I'm not impressed with the new 'Ticketmaster fan' who just wants to be at an event and hasn't a clue what's going on
We’re much more interested in letting people know we’re at the game via Foursquare, taking pics of ourselves in the stadium via Facebook and shouting about it via Twitter. Then we look up and wonder why there’s no atmosphere!
Get involved and regardless of score or weather you’ll have a better time and our stadium will come alive.
But not until we put away our ego and mobile.
– Aran Nugent
Ordinary punters don’t need lectures on how to support a team. Give them access to tickets at reasonable prices and give them a team they can believe in and you will get what you deserve.
I feel that you Alan, and the other Irish Times journalists and the Ireland set-up are practically brothers in arms, the ordinary supporters are on the outside and don’t matter. Hence get stuck into the supporters, turn them on each other, while the crumbling ship that is ‘Ireland Under Kidney’ sails straight for the cliffs.
What struck me most is the number of people who were tuned into what the referee was saying, and not even talking to one another. Those head sets definitely contributed to the stadium being quiet as well.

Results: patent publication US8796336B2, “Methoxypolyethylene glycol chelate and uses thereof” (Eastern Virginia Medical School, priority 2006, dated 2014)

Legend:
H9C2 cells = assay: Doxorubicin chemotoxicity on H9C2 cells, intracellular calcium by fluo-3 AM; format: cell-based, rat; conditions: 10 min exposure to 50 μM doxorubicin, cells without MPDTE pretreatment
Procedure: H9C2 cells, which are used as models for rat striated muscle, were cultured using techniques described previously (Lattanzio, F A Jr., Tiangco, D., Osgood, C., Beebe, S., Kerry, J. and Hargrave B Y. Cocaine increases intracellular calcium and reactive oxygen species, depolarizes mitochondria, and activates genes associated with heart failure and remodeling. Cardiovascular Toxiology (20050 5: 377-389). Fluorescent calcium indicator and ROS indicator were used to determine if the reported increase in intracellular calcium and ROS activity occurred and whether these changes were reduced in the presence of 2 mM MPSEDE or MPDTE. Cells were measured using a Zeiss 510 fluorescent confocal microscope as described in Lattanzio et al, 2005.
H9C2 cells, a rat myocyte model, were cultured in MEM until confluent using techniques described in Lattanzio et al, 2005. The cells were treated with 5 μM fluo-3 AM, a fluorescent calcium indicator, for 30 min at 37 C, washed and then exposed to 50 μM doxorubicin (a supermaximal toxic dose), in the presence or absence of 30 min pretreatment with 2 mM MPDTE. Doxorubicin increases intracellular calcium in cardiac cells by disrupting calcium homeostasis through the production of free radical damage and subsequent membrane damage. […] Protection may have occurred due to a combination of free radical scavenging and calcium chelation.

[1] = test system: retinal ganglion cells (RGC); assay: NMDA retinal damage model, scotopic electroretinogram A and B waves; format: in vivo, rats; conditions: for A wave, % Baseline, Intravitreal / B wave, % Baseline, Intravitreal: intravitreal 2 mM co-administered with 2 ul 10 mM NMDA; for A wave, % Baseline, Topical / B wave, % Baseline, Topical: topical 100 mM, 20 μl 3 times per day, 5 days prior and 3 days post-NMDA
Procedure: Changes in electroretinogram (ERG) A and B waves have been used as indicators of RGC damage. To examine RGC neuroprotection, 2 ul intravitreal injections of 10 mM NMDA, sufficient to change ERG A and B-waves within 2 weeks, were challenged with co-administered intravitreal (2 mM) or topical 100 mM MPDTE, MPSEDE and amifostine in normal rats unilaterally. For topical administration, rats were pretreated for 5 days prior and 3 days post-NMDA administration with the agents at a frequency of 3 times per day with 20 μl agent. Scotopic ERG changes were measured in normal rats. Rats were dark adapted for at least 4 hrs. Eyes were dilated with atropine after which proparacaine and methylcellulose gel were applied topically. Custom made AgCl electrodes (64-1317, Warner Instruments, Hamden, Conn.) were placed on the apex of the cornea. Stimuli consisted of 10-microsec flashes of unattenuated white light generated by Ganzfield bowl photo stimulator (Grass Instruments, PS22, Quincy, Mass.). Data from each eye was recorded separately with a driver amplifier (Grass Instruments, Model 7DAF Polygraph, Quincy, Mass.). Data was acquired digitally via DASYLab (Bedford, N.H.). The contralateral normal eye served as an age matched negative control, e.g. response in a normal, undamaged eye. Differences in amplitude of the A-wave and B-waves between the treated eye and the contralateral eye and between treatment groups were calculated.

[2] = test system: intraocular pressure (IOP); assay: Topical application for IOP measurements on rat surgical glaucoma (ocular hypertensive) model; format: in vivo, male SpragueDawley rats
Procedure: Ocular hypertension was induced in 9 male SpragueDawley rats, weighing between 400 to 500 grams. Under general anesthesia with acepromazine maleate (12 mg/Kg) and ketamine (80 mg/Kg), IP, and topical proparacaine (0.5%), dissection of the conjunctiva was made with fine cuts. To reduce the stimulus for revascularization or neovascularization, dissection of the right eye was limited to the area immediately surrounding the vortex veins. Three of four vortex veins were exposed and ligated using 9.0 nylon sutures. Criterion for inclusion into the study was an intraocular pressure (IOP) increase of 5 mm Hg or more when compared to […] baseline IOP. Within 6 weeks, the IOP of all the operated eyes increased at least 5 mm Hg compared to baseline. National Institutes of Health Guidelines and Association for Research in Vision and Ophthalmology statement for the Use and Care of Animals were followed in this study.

– Peter Byrne (via email)
There has been a real sense of “we are here – so entertain us” growing throughout sport in recent years. Also “we’ll take it on our terms, on platforms of our choosing and in bite size pieces that don’t interfere with the much more important business of getting our pints in”.
– Jerry Boyle (via email)
Looking at how quickly the stands emptied as the captains were interviewed on TV we can be reassured that there would be no problem clearing the stands in an emergency, for instance, if the bars were about to run dry!
– Tom Cleary (via email)
I would rather stay in Galway and watch the big games in a bar with a few mates where; a) I will see more of the game from my seat; b) I can have a few reasonably-priced pints in comfort, courtesy of the €90 saving made by not buying a match ticket and; c) I’m with a gang I can actually have a bit of banter with, instead of a bunch of yokes more interested where their next Skinny Latte is coming from, or if there’s a chance of a photo op with Paul O’Connell after the game.
– Robbie Higgins
Being able to watch the match surrounded by people you knew was what created the atmosphere, with chants, songs and so on all starting much more frequently . . . Perhaps the IRFU could take a leaf out of Ryanair’s book and allow for a first-come, first-served ticket policy, thereby allowing groups of people who know each other to enjoy the spectacle together and enhance the atmosphere tenfold?